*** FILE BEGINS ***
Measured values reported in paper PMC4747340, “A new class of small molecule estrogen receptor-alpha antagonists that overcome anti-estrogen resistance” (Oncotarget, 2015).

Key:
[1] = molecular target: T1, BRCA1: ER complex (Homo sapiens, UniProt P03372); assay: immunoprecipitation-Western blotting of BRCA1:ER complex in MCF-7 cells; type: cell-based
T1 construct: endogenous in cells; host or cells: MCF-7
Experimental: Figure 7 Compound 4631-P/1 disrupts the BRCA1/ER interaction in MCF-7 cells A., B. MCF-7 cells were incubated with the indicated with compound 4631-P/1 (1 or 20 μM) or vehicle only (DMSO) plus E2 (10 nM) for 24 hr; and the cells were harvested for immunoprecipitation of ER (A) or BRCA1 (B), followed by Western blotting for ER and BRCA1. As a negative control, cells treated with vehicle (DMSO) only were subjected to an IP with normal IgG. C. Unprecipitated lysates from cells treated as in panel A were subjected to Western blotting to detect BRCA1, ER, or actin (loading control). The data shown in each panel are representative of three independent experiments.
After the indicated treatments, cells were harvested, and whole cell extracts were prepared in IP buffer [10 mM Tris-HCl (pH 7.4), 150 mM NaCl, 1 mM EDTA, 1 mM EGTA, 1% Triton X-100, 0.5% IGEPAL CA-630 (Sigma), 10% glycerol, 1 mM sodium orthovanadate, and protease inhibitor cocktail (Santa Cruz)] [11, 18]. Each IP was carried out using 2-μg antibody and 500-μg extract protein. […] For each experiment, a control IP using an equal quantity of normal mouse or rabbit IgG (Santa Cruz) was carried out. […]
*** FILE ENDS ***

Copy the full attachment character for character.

Measured values reported in paper PMC4747340, “A new class of small molecule estrogen receptor-alpha antagonists that overcome anti-estrogen resistance” (Oncotarget, 2015).

Key:
[1] = molecular target: T1, BRCA1: ER complex (Homo sapiens, UniProt P03372); assay: immunoprecipitation-Western blotting of BRCA1:ER complex in MCF-7 cells; type: cell-based
T1 construct: endogenous in cells; host or cells: MCF-7
Experimental: Figure 7 Compound 4631-P/1 disrupts the BRCA1/ER interaction in MCF-7 cells A., B. MCF-7 cells were incubated with the indicated with compound 4631-P/1 (1 or 20 μM) or vehicle only (DMSO) plus E2 (10 nM) for 24 hr; and the cells were harvested for immunoprecipitation of ER (A) or BRCA1 (B), followed by Western blotting for ER and BRCA1. As a negative control, cells treated with vehicle (DMSO) only were subjected to an IP with normal IgG. C. Unprecipitated lysates from cells treated as in panel A were subjected to Western blotting to detect BRCA1, ER, or actin (loading control). The data shown in each panel are representative of three independent experiments.
After the indicated treatments, cells were harvested, and whole cell extracts were prepared in IP buffer [10 mM Tris-HCl (pH 7.4), 150 mM NaCl, 1 mM EDTA, 1 mM EGTA, 1% Triton X-100, 0.5% IGEPAL CA-630 (Sigma), 10% glycerol, 1 mM sodium orthovanadate, and protease inhibitor cocktail (Santa Cruz)] [11, 18]. Each IP was carried out using 2-μg antibody and 500-μg extract protein. […] For each experiment, a control IP using an equal quantity of normal mouse or rabbit IgG (Santa Cruz) was carried out. […]